You want to capture only the sign of an expression, not its value. Or you want to take the absolute value of an expression.
Use the SIGN function in the former case and the ABS function in the latter case.
Situations often arise in scientific calculations when you're more interested in the sign of an expression than in the resulting value. For example, the formula
uses the SIGN function to compute the algebraic sign of the expression (G2-F2) and multiplies the rest of the formula by that sign (as a unit value). If (G2-F2) evaluates to a negative value, then the formula is multiplied by -1; if (G2-F2) evaluates to a positive number, then it is multiplied by +1 instead.
In this particular case, the expression (G2-F2) represents some change in value of a dimensional parameter and the direction of that change (i.e., positive or negative) is used as a scale factor to scale some other parameter from a baseline using an empirical formula. In other examples, you may be interested in whether some value is greater or less than zero, which you can determine by checking the sign of the value. The SIGN function allows you to perform such a check very easily and use the result in other computations or logical functions like the IF function.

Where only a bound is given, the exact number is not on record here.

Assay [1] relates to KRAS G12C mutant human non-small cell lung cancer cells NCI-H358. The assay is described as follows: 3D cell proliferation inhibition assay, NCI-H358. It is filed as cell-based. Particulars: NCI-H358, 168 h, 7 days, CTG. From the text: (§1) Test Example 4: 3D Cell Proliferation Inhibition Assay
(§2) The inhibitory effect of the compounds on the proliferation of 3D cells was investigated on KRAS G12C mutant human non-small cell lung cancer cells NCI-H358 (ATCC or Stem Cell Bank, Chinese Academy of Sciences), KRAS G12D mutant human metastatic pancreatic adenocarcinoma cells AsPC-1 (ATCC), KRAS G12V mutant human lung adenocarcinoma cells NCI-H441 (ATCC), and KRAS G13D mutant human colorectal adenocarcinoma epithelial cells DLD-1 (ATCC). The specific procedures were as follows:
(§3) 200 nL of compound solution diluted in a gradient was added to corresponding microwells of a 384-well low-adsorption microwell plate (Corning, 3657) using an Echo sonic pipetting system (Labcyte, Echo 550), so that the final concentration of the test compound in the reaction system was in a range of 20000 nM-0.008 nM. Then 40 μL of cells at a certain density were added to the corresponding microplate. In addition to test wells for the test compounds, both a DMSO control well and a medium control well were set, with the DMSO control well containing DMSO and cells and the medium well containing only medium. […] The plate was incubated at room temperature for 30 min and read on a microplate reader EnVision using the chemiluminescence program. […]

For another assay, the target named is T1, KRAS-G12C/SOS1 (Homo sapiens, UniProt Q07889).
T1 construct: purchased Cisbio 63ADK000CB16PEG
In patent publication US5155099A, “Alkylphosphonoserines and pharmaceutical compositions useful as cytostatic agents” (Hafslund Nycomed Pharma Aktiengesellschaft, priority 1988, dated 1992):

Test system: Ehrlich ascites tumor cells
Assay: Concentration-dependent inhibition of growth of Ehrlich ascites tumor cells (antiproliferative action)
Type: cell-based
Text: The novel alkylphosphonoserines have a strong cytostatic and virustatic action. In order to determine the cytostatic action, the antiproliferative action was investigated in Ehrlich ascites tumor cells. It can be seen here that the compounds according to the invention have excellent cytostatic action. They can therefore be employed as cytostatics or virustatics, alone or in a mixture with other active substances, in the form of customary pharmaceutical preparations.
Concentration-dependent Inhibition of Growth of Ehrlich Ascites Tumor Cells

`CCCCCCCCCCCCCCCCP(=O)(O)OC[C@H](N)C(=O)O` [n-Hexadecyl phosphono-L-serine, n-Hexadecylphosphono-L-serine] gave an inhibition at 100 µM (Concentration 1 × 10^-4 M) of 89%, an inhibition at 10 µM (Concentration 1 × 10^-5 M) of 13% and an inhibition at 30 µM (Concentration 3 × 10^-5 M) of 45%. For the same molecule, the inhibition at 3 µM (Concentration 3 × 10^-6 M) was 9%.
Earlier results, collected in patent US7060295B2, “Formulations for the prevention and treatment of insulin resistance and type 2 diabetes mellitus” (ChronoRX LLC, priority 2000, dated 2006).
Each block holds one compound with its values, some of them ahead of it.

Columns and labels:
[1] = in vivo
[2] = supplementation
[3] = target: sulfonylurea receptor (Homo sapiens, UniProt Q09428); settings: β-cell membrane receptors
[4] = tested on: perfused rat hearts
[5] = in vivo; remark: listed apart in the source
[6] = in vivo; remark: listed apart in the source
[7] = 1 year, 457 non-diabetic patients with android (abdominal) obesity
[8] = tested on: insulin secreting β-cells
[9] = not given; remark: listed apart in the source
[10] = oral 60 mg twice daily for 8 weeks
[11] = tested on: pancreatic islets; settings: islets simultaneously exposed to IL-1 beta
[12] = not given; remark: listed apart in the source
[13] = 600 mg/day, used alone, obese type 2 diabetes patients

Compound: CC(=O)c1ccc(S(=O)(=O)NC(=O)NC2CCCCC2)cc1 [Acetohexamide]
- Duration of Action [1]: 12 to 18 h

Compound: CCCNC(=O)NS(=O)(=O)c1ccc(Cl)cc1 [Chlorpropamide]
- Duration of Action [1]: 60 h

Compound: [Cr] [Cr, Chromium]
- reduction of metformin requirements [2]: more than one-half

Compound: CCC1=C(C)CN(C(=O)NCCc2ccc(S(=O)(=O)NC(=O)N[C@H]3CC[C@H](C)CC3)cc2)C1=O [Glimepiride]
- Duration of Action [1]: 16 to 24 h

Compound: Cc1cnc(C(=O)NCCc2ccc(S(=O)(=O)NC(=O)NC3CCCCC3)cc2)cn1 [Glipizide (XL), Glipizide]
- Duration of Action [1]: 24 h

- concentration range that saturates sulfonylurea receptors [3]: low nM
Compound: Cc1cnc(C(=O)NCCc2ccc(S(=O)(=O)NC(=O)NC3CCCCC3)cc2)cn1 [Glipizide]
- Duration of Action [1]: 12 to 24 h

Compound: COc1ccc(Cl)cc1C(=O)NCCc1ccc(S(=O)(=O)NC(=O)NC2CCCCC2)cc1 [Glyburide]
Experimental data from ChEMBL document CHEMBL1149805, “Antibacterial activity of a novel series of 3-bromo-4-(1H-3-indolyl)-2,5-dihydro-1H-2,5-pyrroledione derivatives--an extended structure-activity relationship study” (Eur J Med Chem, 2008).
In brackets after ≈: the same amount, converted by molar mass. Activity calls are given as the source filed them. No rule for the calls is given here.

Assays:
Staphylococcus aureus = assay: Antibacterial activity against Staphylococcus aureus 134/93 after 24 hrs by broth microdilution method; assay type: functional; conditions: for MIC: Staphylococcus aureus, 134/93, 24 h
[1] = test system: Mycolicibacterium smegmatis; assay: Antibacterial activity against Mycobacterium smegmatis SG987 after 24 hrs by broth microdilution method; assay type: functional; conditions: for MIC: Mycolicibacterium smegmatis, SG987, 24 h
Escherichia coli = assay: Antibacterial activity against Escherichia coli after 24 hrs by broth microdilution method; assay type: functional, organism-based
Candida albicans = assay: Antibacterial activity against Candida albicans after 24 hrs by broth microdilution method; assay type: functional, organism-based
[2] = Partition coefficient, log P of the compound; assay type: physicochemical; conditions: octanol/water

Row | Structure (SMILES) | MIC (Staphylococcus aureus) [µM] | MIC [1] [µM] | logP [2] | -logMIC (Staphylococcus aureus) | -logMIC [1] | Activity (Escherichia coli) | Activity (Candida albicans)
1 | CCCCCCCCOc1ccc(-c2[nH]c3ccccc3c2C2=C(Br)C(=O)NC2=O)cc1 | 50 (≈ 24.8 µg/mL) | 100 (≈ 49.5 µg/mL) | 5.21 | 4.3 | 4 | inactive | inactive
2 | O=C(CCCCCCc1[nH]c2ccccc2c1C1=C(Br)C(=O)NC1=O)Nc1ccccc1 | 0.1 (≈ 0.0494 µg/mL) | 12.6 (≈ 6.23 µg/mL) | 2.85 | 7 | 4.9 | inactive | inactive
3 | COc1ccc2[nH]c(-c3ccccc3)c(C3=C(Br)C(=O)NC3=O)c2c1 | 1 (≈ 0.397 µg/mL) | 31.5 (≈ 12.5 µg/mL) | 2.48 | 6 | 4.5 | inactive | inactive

You'll notice that in the example formula discussed a moment ago, I also used the absolute value function, ABS. The syntax for this function is =ABS(value or expression), where you can supply a value, cell reference, or some mathematical expression.
Getting Acquainted with Visual Basic for Applications
Collecting and Cleaning Up Data
Time Series Analysis
Curve Fitting and Regression
Numerical Integration and Differentiation
Solving Ordinary Differential Equations
Solving Partial Differential Equations
Performing Optimization Analyses in Excel
Introduction to Financial Calculations